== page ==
The Red Pierrot is a small butterfly found in South and Southeast Asia.
The upper side of its wings are black except for a large orange portion of the lower edge of the hind wing.On the underside, the forewing is white with black spots more toward the margin. The hind wing is very striking, it is white with black spots toward the base and the margin has a wide band of orange with white spots. There is a lot of variation found in the blacks spots on the hind wings.
15. Red-Spotted Purple butterfly (Limenitis arthemis astyanax)
The Red-Spotted Purple is a beautiful forest butterfly, found to eastern Canada and the northeastern United States. This butterfly mimics the poisonous Pipevine Swallowtail, and is typically found in open woodlands and along forest edges.
The upper surface of the front wings are black with thin marginal white dashes and submarginal, rows of oblong white and orange spots. The upper surfaces of the hind wings are black with iridescent blue patches and spots on the distal half. The undersides of the wings are brownish black with iridescent blue areas and with large orange basal spots, a row of bright orange spots, and two rows of curved iridescent blue dashes near the margins of the wings. The undersides of both wings have a row of curved marginal white dashes.
16. Southern Festoon butterfly (Zerynthia polyxena)
The Southern Festoon butterfly is widespread in the middle and southern Europe (southeastern France, Italy, Slovakia and Greece) covering all the Balkans and reaching the south of Kazakhstan and the Urals.
The females have slightly longer wings, usually lighter colored than males. The basic color of the wings is yellow, but they have a complicated pattern of several black bands and spots. On the edges of the hind-wings they have a series of blue and red warning spots to deter potential predators. The body is dark brown and bears red patches on the sides of the abdomen.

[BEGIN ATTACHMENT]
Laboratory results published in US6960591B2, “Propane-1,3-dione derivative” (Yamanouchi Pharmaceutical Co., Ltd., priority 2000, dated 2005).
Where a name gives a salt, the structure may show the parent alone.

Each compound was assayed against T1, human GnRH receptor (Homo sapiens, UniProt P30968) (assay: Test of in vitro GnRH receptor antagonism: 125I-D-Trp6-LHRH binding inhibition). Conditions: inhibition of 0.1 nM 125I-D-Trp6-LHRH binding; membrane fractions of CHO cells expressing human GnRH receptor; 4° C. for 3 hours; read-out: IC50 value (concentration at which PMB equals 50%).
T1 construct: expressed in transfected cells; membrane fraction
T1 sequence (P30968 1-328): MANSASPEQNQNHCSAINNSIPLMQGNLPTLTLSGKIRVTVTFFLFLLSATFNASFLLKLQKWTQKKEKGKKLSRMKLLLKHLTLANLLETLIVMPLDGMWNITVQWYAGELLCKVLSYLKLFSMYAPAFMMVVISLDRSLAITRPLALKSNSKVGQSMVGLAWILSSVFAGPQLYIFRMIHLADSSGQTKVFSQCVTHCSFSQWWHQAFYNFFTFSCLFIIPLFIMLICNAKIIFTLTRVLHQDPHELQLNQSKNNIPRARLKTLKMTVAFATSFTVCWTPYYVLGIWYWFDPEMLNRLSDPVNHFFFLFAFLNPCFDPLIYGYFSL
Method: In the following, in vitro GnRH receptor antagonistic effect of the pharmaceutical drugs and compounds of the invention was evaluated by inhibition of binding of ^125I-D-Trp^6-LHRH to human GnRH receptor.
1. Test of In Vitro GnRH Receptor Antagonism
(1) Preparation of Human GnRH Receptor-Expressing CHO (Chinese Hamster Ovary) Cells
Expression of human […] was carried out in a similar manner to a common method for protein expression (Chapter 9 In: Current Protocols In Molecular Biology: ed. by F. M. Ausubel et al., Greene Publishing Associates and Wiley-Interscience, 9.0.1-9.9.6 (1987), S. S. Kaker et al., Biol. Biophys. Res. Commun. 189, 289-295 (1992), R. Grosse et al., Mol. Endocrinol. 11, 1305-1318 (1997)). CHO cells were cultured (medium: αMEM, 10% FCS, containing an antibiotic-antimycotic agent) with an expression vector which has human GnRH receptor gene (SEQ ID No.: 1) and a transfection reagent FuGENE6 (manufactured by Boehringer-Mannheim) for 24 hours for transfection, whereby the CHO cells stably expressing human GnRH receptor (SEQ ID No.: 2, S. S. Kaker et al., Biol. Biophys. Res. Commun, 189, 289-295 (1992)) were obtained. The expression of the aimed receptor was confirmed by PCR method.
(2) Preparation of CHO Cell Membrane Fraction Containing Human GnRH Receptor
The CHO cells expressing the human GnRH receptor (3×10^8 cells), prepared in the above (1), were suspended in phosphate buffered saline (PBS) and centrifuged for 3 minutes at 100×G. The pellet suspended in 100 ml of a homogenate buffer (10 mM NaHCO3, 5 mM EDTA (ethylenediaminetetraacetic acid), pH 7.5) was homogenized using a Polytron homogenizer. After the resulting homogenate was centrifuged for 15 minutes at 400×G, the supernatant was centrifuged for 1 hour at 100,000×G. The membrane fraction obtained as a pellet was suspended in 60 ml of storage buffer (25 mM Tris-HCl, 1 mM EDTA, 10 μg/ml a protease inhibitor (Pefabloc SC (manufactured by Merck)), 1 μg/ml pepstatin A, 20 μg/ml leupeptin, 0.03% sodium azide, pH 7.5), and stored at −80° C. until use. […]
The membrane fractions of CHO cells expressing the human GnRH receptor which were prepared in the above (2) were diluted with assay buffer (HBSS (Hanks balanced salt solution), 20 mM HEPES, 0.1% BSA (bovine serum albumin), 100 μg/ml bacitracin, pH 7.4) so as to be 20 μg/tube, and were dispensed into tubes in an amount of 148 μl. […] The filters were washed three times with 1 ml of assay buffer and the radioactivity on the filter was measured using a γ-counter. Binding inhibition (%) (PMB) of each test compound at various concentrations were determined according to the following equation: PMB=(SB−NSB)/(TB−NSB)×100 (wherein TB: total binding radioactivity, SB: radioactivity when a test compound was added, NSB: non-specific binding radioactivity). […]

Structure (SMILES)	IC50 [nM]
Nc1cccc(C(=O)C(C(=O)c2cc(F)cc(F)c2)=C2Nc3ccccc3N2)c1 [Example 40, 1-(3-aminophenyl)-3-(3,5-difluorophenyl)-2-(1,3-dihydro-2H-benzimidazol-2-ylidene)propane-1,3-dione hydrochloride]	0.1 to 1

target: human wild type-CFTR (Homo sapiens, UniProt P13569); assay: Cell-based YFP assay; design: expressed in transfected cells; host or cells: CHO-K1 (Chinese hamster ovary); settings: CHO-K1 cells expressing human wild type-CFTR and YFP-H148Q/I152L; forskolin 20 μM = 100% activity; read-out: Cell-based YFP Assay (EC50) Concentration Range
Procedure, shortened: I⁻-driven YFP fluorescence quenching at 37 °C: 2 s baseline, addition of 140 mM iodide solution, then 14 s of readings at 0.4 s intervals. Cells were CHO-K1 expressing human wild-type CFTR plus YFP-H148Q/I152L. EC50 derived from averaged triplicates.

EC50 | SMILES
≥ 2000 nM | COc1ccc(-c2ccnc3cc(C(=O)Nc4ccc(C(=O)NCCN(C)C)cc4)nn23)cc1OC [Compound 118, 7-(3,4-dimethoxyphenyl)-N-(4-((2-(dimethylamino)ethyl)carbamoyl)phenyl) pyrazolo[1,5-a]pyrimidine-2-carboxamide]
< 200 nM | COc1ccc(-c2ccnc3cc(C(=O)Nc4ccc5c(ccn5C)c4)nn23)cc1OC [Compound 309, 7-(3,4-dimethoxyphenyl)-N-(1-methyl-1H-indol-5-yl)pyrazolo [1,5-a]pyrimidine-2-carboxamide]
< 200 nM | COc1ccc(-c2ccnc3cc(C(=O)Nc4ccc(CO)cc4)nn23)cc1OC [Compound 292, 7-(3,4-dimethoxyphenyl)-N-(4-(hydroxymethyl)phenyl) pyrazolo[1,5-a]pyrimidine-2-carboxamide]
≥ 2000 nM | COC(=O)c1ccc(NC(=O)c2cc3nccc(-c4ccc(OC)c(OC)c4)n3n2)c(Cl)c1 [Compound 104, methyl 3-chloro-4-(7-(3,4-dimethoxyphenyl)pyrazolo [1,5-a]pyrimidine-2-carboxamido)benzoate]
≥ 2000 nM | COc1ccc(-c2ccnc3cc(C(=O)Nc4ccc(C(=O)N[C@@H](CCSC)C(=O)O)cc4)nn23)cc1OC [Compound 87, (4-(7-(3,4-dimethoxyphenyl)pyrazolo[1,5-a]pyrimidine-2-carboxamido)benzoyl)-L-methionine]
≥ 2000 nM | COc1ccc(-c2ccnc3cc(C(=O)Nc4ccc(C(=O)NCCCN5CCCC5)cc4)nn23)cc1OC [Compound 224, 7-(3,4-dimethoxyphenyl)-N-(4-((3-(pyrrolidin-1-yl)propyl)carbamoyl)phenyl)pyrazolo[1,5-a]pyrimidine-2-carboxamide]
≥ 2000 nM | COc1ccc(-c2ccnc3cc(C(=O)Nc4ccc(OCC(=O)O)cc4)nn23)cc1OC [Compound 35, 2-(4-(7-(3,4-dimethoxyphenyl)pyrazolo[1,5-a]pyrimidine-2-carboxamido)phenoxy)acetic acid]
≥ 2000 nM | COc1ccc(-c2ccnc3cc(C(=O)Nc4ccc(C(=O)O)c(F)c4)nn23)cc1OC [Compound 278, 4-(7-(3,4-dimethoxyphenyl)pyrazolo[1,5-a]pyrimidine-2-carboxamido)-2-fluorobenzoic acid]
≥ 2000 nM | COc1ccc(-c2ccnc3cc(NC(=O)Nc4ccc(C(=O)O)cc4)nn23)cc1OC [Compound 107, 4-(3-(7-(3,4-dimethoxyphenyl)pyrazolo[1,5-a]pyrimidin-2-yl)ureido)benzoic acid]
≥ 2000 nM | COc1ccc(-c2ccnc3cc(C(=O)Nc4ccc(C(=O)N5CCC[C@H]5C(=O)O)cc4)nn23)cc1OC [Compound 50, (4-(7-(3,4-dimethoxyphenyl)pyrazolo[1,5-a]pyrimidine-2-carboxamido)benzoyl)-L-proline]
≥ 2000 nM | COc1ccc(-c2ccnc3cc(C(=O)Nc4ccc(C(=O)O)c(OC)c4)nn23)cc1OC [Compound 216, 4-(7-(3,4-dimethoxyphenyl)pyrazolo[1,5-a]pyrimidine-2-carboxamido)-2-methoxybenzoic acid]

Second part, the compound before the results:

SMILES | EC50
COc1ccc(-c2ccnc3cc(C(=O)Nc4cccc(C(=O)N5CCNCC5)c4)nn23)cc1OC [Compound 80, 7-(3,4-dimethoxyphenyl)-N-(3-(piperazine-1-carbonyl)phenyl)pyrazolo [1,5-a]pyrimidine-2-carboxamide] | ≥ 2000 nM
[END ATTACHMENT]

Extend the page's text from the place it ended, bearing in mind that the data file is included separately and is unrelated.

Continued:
17. Sylphina Angel butterfly (Chorinea sylphina)
The Sylphina Angel butterfly is found in Equator, Peru and Bolivia. This butterflies are rarely encountered. When seen in flight the transparent wings of this exquisite butterfly reflect a myriad of shimmering iridescent green, blue and pink hues that hold the observer spellbound.
Image CC BY-SA 3.0 – Ssola
18. Ulysses butterfly (Papilio ulysses)
The Ulysses butterfly is found in most tropical areas like northern Queensland, Northern islands of Australia and Papua New Guinea. They live below the Canopy in a Rainforest. This butterfly is the symbol for Tropical Queensland and is one of the most biggest butterflies in Australia.
The upper side of the wings are an iridescent electric blue; the underside is a more subdued black and brown. The colors are produced by the microscopic structure of the scales, a phenomenon called structural coloration.
19. White Dragontail butterfly (Lamproptera curius)
The White Dragontail is a small butterfly native to parts of South Asia and Southeast Asia and can usually be found near running water, often puddling on the sandy shores of riverbanks. Unlike most ‘puddlers’ the Dragontail prefers to puddle away from other butterflies.
This butterfly has white bands on the fore and hind-wings, and in the male, there are adroconial scales in the anal pouch of the male hind-wing upper side.
20. Zebra Swallowtail butterfly (Eurytides marcellus)
The Zebra Swallowtail butterfly is native to the eastern United States and southeast Canada.
Its distinctive wing shape and long tails make it easy to identify, and its black and white-striped pattern is reminiscent of a zebra.
This butterfly’s triangular wings are white to greenish-white with black longitudinal stripes. A pair of swordlike tails extend from the hind wings. The inner margin of the hind wing has two blue spots on the corner and a red spot near the body. A red stripe runs along the middle of the ventral hind wing.
Some interesting facts:
– The Queen Alexandra’s Birdwing (Ornithoptera alexandrae) is the largest butterfly in the world, with females reaching wingspans of 31 cm (12.2 in).
– The Atlas moth (Attacus atlas) is considered the largest moth in the world in terms of total wing surface area, reaching upwards of c. 400 cm2 (62 sq in). Their wingspans are also amongst the largest, reaching over 25 cm (10 in).